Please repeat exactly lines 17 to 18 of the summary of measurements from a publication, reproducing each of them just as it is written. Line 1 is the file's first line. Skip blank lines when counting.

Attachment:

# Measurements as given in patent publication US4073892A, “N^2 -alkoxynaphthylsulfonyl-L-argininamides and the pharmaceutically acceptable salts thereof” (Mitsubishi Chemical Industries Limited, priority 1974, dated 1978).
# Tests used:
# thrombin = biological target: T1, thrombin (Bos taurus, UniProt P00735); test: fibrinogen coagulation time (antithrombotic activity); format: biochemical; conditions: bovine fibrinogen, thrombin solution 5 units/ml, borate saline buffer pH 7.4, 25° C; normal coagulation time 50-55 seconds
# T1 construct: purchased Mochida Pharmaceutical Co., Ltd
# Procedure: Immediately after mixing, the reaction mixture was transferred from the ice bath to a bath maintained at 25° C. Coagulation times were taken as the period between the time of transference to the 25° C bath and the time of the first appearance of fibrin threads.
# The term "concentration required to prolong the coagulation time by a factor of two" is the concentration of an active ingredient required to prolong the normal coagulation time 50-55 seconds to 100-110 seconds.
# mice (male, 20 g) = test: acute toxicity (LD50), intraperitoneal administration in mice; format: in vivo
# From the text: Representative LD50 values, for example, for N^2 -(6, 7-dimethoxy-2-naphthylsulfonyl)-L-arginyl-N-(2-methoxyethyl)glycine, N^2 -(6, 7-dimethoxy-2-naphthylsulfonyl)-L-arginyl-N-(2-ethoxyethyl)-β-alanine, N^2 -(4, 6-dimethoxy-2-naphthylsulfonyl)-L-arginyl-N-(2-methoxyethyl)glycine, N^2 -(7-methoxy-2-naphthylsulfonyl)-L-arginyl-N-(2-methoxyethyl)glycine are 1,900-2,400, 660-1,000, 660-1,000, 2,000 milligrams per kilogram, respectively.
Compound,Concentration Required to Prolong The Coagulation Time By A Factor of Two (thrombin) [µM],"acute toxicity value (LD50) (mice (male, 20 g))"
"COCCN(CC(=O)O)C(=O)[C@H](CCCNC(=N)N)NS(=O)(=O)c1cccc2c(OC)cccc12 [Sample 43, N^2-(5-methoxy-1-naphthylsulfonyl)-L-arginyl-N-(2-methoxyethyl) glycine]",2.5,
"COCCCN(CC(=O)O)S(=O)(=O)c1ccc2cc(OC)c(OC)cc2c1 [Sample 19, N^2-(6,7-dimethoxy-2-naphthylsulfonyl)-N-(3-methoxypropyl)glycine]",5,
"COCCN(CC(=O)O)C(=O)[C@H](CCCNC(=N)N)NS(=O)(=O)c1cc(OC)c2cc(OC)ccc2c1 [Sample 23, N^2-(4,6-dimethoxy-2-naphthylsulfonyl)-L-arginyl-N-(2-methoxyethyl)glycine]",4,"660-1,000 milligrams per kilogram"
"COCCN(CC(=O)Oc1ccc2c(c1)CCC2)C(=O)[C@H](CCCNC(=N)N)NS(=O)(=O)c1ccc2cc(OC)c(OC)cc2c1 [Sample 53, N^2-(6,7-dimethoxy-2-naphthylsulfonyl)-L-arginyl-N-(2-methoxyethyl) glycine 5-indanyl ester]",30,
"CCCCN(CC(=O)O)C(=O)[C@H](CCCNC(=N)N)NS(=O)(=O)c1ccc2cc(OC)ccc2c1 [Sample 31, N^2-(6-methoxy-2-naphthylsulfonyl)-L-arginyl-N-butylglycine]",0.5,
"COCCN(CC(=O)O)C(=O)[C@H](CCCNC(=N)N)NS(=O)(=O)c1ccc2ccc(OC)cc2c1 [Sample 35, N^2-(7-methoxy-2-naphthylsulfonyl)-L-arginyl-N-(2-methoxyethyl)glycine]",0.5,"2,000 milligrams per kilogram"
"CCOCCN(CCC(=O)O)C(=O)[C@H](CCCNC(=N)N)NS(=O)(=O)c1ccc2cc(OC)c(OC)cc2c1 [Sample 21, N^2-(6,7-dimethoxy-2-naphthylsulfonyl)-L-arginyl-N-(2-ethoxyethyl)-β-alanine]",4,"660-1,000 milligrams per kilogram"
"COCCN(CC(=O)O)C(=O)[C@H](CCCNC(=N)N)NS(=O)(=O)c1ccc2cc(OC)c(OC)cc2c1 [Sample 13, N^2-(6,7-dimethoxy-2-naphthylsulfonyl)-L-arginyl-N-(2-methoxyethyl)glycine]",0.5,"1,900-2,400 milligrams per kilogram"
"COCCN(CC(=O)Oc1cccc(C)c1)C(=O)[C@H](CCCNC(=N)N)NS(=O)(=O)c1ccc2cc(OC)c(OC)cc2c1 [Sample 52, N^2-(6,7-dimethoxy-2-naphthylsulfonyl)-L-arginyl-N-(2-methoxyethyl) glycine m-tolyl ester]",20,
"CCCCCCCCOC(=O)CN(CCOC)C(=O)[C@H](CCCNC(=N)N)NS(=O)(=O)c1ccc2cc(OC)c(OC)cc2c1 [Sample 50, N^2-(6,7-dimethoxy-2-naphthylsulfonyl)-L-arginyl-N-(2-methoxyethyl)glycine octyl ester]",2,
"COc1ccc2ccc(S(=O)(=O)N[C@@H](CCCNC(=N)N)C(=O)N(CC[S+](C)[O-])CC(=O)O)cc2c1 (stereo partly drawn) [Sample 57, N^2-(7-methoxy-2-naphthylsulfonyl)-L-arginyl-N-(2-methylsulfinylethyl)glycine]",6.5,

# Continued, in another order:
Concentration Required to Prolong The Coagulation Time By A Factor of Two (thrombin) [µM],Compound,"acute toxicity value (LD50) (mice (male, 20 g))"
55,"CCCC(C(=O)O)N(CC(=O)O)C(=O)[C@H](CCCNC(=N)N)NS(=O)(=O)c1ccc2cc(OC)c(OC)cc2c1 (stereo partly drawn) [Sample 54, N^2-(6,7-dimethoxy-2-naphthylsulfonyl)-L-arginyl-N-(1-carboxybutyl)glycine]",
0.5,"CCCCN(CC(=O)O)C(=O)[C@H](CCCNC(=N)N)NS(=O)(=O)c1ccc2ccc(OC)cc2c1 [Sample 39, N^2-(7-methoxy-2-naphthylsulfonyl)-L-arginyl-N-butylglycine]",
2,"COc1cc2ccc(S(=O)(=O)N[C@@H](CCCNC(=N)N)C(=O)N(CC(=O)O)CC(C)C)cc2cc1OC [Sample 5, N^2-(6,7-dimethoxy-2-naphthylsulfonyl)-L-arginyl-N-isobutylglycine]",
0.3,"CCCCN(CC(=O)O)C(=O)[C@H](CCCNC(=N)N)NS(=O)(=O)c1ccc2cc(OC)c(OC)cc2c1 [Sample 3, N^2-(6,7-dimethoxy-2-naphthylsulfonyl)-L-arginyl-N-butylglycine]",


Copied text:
"COCCN(CC(=O)O)C(=O)[C@H](CCCNC(=N)N)NS(=O)(=O)c1ccc2cc(OC)c(OC)cc2c1 [Sample 13, N^2-(6,7-dimethoxy-2-naphthylsulfonyl)-L-arginyl-N-(2-methoxyethyl)glycine]",0.5,"1,900-2,400 milligrams per kilogram"
"COCCN(CC(=O)Oc1cccc(C)c1)C(=O)[C@H](CCCNC(=N)N)NS(=O)(=O)c1ccc2cc(OC)c(OC)cc2c1 [Sample 52, N^2-(6,7-dimethoxy-2-naphthylsulfonyl)-L-arginyl-N-(2-methoxyethyl) glycine m-tolyl ester]",20,